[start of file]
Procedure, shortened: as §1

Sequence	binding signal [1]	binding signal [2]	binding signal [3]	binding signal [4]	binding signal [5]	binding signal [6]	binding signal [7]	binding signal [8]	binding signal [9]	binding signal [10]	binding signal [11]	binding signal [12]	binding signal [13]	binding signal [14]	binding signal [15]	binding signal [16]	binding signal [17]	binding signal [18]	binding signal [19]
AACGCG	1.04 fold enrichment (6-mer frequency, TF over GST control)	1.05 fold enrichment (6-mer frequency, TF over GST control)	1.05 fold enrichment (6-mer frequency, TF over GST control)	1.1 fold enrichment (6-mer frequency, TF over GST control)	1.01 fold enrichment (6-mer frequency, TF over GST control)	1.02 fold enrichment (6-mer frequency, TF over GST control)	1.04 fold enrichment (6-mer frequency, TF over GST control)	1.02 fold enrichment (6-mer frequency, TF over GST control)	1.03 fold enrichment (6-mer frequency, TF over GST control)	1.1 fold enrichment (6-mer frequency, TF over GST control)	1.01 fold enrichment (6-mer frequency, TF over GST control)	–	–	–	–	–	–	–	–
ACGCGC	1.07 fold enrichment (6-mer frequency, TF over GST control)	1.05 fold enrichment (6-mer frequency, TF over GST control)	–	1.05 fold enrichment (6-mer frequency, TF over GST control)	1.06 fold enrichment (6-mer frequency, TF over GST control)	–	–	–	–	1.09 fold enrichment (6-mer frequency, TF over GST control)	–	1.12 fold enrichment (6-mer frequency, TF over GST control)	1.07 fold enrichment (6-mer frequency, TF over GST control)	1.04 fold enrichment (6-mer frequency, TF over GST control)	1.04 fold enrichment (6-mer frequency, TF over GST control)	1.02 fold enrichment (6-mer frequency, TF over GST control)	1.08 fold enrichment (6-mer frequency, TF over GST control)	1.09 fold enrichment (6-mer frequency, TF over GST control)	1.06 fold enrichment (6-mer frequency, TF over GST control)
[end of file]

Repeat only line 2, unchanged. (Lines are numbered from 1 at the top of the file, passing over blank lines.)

Sequence	binding signal [1]	binding signal [2]	binding signal [3]	binding signal [4]	binding signal [5]	binding signal [6]	binding signal [7]	binding signal [8]	binding signal [9]	binding signal [10]	binding signal [11]	binding signal [12]	binding signal [13]	binding signal [14]	binding signal [15]	binding signal [16]	binding signal [17]	binding signal [18]	binding signal [19]